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Old 01-30-2017, 08:09 PM   #1
sammy81z
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Can a maximum ISO 800 camera make a good feature film?

The Blackmagic Production Camera 4K and Ursa Mini 4K both have a maximum ISO of 800. Can either of these cameras make a good feature film? When I say 'good' I am not referring to the story of the film etc. but I am referring to the images.

It is a pity that 800 is the maximum ISO on these two cameras. Therefore I am asking if, despite this low maximum ISO of 800, can these cameras still produce great cinematic images for a feature film?

What can one do to work around the low maximum ISO?
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Old 01-30-2017, 08:37 PM   #2
AcousticAl
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Of course they can. What would higher ISO (1600, 3200, higher?) have to do with better quality images? The higher the ISO, the more noise. Generally speaking, the lower the ISO, the cleaner the image.

Quote:
Originally Posted by sammy81z View Post
What can one do to work around the low maximum ISO?
Lights. Same way the professional productions do it.
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Old 01-30-2017, 09:03 PM   #3
directorik
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Quote:
Originally Posted by sammy81z View Post
can these cameras still produce great cinematic images for a feature film?
You're going to hate my answer...

But I'm going to give it anyway.

These cameras cannot produce great cinematic images without a skilled person
doing the work. Take that camera out of the box, set it up, start recording and
the image will not be a great cinematic image. However, with excellent, creative
lighting, an understanding of cinematography and talent and skill a person can
produce great cinematic images with almost any camera. Including those cameras.

So the more accurate question is; are YOU good enough to produce great cinematic
images with either of those cameras?
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Old 01-30-2017, 09:48 PM   #4
sammy81z
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Quote:
Originally Posted by AcousticAl View Post
Of course they can. What would higher ISO (1600, 3200, higher?) have to do with better quality images? The higher the ISO, the more noise. Generally speaking, the lower the ISO, the cleaner the image.



Lights. Same way the professional productions do it.
We live and we learn. Thanks for these insights. They indeed shed some light (no pun intended) into my understanding (limited) of ISO.
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Old 01-30-2017, 09:50 PM   #5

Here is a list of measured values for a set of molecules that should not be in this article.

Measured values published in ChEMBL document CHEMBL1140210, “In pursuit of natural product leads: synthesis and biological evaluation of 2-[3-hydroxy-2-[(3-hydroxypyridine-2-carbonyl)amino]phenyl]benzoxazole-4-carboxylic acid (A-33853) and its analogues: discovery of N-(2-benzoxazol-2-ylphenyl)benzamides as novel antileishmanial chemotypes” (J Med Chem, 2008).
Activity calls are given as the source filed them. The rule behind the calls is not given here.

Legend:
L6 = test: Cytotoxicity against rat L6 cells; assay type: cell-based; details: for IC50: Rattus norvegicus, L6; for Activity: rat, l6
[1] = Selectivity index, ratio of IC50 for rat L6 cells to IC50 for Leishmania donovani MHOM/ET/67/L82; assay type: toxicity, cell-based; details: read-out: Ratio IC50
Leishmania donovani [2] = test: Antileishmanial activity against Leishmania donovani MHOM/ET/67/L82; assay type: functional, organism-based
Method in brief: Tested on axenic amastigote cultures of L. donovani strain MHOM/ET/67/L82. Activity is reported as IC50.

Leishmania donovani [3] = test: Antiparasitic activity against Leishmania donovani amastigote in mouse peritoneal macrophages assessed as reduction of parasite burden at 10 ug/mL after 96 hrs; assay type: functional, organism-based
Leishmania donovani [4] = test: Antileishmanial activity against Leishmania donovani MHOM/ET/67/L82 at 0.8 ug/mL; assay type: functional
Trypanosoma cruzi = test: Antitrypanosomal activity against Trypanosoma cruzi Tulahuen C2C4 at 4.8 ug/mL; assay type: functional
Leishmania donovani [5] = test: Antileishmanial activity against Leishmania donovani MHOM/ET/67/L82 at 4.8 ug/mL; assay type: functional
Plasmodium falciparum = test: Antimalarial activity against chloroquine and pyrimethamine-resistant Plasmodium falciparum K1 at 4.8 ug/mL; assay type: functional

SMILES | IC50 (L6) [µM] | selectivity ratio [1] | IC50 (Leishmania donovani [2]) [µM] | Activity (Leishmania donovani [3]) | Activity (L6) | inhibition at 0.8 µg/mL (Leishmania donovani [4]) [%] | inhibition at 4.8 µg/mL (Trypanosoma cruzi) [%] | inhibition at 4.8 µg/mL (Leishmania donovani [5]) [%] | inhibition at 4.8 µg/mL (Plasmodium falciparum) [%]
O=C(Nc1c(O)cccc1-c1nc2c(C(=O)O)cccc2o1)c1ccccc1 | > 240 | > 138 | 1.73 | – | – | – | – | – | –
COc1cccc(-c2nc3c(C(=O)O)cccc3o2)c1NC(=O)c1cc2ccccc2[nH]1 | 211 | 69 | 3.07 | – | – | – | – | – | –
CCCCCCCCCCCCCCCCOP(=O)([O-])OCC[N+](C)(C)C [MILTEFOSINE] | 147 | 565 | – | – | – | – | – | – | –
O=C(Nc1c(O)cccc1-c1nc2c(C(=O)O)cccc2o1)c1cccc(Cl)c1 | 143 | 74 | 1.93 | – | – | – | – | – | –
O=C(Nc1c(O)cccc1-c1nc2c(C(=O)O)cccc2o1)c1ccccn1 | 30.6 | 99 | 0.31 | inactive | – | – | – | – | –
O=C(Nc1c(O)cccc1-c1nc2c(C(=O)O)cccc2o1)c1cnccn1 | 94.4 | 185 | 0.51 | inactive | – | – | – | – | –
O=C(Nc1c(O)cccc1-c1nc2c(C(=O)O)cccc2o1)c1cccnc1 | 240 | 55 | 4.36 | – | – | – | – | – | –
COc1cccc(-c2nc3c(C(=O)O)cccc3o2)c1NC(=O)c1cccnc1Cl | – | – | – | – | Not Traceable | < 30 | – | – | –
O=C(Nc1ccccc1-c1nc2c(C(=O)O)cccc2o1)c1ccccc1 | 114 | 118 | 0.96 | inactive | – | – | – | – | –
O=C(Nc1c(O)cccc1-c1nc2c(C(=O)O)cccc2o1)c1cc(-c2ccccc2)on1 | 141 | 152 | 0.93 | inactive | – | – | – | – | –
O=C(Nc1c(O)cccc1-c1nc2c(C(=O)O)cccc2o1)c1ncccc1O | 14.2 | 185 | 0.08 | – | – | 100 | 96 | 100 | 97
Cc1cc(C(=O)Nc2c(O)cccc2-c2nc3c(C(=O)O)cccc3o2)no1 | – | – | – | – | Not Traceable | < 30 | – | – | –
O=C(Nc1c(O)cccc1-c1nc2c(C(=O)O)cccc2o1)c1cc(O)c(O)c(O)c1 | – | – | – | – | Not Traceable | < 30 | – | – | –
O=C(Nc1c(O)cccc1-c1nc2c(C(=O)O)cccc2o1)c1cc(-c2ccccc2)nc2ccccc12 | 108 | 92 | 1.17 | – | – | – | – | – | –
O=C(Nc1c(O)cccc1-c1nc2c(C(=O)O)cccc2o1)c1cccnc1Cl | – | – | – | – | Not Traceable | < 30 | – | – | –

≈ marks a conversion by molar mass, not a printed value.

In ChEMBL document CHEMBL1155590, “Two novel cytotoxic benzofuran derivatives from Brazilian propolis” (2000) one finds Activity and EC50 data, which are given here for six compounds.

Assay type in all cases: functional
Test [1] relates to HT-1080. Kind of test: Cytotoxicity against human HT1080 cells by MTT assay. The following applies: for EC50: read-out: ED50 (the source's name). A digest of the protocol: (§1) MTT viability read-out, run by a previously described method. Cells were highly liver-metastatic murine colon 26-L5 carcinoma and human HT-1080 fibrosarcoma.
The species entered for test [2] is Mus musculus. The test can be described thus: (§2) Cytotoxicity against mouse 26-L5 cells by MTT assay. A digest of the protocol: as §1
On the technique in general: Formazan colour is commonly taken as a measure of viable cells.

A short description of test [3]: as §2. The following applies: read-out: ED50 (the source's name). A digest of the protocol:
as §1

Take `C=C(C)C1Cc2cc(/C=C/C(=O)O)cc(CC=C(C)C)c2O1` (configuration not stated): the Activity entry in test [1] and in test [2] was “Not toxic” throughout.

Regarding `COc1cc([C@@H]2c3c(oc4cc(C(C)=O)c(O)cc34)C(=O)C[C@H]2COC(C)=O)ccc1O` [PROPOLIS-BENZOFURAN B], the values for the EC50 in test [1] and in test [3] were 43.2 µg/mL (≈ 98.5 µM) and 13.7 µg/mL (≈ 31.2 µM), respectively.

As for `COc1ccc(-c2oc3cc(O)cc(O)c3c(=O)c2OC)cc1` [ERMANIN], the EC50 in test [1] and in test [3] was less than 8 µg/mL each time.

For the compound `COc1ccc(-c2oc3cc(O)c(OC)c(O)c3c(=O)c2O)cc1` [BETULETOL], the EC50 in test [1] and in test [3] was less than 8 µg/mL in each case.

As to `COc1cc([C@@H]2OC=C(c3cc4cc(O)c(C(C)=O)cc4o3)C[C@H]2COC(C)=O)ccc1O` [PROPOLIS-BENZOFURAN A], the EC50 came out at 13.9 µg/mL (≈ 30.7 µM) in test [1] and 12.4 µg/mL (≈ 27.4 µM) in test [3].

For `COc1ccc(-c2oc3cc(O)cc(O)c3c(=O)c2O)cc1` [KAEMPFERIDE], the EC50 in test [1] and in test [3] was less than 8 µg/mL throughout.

sammy81z
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Quote:
Originally Posted by directorik View Post
You're going to hate my answer...

But I'm going to give it anyway.

These cameras cannot produce great cinematic images without a skilled person
doing the work. Take that camera out of the box, set it up, start recording and
the image will not be a great cinematic image. However, with excellent, creative
lighting, an understanding of cinematography and talent and skill a person can
produce great cinematic images with almost any camera. Including those cameras.

So the more accurate question is; are YOU good enough to produce great cinematic
images with either of those cameras?
Thank you. I actually like your answer. Indeed, good cinematography from a learned person and the right techniques are so important to get great images with almost any camera.
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Old 01-30-2017, 11:38 PM   #6
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Rik is right on. My short answer really addressed the technology under the hood, but it's up to the cinematographer to know how to work it. ANY camera can look good if you know how to light for it.

The thing with ISO... with actual film, ISO/ASA has to do with the physical film emulsion. The lower the ISO, the more light is needed (slower film). The higher the ISO, the less light is needed (faster film). The sacrifice made with faster film emulsions is grain, because the photoreactive particles are larger in order to gather more light in a shorter amount of time. That means they start to show through after being developed.

In the digital world, ISO is a carryover term. Each sensor has its own "native" ISO, or the baseline sensitivity with which it operates. Any higher ISO means digitally amplifying the signal from the sensor (in the world of video cameras, this is boosting gain). The more amplification needed, because there's less light and thus less data to start, the more noise is added to the image.
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Old 01-31-2017, 05:16 AM   #7
WalterB
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Rik is right.

ISO 800 is no limitation when you know how to light it and you actually can do that.
Shooting at night with practicals only will be tough, shooting exterior in daylight will be no problem (you need NDs to prevent over exposing).
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